The Columbia University Augustus C. Long Health Sciences Library has found a letter in its holdings from Colonel William Few (1748-1828), Revolutionary War officer, member of the Continental Congress, and Signer of the Constitution for Georgia. 

The letter dated July 14, 1817 is addressed to Dr. William MacNeven, faculty member of the College of Physicians and Surgeons, now Columbia University’s Vagelos College of Physicians and Surgeons.  In it, Few complains that the expansion of the College’s building, then on Barclay St. near City Hall, threatened to obstruct his light – even then, evidently, a matter of concern to New Yorkers.

Few writes that he was “seriously apprehensive” that the expansion would block the light “which I have long enjoyd [sic] and find so necessary for my comfort & convenience…Would it not be better to contract your plan a little than to greatly injure a Neighbour?”

He goes on to warn that “I have consulted a lawyer on the subject” who assures him “the law will redress.”  Furthermore, Few cautions the College “that if the practice of dissecting human bodies is carried on in such a manner as to be offensive to the Neighbourhood the Courts will take cognizance of it.”  Though the minutes of the College’s Board of Trustees records the receipt of Few’s letter, no response appears to have survived.  The building project was finished that year and the school remained on Barclay St. until it moved to Crosby St. in 1837.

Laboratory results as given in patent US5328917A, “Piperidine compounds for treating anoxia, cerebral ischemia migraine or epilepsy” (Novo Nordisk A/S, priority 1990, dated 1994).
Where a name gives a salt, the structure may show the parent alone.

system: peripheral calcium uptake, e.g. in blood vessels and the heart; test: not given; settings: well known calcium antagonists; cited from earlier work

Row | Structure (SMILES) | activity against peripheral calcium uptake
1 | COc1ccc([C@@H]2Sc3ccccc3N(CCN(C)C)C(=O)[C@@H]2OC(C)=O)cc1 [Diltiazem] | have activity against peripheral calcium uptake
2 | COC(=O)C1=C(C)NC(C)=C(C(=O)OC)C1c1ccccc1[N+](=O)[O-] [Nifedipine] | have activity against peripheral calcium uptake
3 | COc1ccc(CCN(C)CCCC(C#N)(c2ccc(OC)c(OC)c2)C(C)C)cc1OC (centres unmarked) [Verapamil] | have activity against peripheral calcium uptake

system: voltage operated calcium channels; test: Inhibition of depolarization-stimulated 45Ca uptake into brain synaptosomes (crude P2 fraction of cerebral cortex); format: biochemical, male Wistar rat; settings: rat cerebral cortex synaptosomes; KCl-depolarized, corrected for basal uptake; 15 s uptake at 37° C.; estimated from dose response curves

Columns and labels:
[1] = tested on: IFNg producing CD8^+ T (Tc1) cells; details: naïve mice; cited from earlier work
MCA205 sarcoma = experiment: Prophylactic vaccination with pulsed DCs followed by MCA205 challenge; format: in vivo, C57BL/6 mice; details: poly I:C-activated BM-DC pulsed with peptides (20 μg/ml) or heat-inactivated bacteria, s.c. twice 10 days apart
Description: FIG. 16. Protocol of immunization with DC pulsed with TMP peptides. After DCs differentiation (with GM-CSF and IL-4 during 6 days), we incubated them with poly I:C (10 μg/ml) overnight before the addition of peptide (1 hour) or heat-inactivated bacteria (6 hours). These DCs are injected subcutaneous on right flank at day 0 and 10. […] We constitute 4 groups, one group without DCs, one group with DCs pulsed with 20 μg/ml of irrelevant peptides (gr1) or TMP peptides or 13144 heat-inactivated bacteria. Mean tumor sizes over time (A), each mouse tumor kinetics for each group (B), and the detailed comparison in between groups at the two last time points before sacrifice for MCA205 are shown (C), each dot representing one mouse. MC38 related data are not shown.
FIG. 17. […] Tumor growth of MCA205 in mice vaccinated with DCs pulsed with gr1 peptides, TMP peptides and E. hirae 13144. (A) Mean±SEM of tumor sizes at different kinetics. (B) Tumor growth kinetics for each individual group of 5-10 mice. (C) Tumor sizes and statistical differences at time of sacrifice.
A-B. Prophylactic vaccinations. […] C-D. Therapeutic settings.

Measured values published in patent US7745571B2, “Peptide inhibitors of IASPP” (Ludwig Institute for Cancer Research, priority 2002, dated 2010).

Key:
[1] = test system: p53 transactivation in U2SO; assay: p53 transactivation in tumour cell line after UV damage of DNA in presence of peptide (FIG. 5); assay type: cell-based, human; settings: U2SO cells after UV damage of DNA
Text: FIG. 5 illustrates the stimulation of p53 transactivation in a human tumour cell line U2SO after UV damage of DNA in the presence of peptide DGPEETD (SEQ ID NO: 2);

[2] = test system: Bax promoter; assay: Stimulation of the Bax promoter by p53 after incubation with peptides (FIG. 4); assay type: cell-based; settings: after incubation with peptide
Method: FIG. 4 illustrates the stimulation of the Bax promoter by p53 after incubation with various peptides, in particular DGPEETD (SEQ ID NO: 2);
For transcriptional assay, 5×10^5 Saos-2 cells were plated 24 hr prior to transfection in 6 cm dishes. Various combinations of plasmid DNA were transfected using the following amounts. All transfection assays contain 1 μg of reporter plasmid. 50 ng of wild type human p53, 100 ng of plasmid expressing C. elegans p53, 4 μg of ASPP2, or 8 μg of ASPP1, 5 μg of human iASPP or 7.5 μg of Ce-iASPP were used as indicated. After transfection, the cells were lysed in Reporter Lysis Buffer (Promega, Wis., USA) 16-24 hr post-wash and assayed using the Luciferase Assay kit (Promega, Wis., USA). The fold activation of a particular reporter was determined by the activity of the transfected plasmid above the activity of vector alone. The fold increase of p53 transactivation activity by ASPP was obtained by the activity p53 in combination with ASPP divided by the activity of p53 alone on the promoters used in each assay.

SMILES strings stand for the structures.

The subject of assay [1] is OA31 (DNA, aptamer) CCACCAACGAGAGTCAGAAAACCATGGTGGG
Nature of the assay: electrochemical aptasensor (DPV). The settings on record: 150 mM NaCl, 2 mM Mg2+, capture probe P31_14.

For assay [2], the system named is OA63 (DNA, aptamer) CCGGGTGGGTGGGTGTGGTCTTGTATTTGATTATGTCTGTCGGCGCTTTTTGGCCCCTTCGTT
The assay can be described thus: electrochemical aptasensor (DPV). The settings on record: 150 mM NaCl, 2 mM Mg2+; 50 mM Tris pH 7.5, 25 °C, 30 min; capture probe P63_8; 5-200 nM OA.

Few was born in Maryland, moved to North Carolina as a child, and eventually settled in Georgia where he rose to be colonel in the state’s militia and one of its representatives in the Continental Congress.  He was among Georgia’s four delegates to the 1787 Constitutional Convention and was one of only two of those delegates to actually sign the document.  After the ratification of the Constitution, Few was chosen as one of Georgia’s first two U.S. senators.

Few moved to New York City in 1799 at the urging of his wife, a native New Yorker.  He spent the rest of life in New York serving at various times as a state assemblyman, city alderman, and state inspector of prisoners.  He was also an early president of what is now CitiBank.

The letter was found in a collection of miscellaneous College records and other correspondence called “The College of Physicians and Surgeons Manuscript Collection.” Because Few signed his letter “W. Few” rather than with his full name, the writer’s identity wasn’t realized when the collection was cataloged in the 1960s. A recent reappraisal and reorganization of the collection led to the discovery of the letter by Archives & Special Collections staff.